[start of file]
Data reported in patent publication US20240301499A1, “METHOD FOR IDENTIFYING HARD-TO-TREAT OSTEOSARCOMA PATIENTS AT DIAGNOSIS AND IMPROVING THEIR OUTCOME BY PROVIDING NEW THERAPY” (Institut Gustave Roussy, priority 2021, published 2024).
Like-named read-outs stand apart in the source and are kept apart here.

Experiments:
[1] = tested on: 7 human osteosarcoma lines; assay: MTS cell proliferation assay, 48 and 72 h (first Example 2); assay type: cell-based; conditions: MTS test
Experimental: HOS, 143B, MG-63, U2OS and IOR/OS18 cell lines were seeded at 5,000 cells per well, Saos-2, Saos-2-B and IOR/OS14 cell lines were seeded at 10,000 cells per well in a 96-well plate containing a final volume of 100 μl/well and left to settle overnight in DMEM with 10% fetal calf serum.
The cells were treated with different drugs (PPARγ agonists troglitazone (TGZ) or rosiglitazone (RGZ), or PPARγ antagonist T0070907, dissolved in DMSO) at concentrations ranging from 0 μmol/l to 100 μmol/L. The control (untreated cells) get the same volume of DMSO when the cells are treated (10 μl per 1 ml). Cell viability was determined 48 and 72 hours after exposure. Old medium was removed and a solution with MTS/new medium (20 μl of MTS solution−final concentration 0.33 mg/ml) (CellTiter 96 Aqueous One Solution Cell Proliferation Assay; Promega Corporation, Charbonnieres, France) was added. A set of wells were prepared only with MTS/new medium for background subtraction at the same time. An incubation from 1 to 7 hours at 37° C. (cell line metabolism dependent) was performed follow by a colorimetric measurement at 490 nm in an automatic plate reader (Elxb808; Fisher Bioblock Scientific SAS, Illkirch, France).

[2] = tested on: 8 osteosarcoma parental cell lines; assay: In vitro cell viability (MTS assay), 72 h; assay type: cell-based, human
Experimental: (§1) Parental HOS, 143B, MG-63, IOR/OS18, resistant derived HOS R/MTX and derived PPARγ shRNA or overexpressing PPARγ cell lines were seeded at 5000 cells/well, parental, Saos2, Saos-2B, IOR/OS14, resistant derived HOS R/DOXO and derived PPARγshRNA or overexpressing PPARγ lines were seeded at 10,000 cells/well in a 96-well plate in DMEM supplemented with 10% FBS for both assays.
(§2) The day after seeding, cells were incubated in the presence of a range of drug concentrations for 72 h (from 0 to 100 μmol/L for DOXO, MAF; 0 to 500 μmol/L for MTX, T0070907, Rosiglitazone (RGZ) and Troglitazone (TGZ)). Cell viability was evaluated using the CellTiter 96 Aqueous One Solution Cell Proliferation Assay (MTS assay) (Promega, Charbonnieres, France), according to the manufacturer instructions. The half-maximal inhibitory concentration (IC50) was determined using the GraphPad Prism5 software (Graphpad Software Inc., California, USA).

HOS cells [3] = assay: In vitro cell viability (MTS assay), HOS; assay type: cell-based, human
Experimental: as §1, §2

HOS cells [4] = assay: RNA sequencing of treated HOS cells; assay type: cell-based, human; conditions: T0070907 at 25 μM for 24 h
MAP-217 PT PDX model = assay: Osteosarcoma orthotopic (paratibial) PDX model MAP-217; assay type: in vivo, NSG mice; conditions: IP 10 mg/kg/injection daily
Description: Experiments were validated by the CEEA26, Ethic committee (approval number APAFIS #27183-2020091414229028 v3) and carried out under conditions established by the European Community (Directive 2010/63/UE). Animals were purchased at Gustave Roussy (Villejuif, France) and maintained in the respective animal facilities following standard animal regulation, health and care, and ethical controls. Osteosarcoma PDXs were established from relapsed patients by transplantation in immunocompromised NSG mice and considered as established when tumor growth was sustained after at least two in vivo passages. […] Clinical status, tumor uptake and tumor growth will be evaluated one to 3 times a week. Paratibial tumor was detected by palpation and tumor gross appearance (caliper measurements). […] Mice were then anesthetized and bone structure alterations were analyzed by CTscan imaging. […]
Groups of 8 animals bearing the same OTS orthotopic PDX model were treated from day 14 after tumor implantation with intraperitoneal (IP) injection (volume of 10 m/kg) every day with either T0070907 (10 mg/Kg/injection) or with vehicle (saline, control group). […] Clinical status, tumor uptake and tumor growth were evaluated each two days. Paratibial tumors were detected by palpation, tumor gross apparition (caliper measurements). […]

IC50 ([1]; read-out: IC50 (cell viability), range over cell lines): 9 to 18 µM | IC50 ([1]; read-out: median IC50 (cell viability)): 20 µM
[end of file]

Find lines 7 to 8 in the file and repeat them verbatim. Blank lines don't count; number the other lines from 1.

[2] = tested on: 8 osteosarcoma parental cell lines; assay: In vitro cell viability (MTS assay), 72 h; assay type: cell-based, human
Experimental: (§1) Parental HOS, 143B, MG-63, IOR/OS18, resistant derived HOS R/MTX and derived PPARγ shRNA or overexpressing PPARγ cell lines were seeded at 5000 cells/well, parental, Saos2, Saos-2B, IOR/OS14, resistant derived HOS R/DOXO and derived PPARγshRNA or overexpressing PPARγ lines were seeded at 10,000 cells/well in a 96-well plate in DMEM supplemented with 10% FBS for both assays.